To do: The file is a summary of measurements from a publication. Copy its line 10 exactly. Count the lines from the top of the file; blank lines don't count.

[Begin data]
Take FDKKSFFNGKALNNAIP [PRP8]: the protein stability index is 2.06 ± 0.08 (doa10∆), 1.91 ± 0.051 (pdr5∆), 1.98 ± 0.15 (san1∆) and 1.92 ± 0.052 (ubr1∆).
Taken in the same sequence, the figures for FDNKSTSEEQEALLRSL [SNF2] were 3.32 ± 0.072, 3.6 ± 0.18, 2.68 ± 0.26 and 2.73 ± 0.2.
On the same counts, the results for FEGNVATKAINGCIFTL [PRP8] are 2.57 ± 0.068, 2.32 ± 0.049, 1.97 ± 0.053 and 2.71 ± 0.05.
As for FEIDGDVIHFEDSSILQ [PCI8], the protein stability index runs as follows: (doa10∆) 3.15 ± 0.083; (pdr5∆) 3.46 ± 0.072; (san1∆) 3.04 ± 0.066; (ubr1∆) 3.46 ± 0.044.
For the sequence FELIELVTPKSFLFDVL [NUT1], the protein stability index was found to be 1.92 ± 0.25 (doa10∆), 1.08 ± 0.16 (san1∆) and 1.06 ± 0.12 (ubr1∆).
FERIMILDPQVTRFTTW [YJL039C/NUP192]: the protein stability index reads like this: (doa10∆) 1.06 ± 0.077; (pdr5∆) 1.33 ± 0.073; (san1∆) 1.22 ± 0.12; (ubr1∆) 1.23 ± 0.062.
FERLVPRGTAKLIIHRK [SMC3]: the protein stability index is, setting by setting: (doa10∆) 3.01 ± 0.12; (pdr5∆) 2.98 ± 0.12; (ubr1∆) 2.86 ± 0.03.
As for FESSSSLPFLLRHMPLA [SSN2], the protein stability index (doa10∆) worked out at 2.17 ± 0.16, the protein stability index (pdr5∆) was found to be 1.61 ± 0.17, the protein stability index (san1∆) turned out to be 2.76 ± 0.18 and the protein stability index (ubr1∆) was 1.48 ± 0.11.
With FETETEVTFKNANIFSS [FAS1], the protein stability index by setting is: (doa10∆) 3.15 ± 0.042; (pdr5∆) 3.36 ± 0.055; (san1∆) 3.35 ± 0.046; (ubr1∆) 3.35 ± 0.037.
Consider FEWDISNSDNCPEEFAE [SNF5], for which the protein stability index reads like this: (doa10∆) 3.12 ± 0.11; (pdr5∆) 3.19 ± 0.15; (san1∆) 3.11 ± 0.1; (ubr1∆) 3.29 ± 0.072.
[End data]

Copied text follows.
Consider FEWDISNSDNCPEEFAE [SNF5], for which the protein stability index reads like this: (doa10∆) 3.12 ± 0.11; (pdr5∆) 3.19 ± 0.15; (san1∆) 3.11 ± 0.1; (ubr1∆) 3.29 ± 0.072.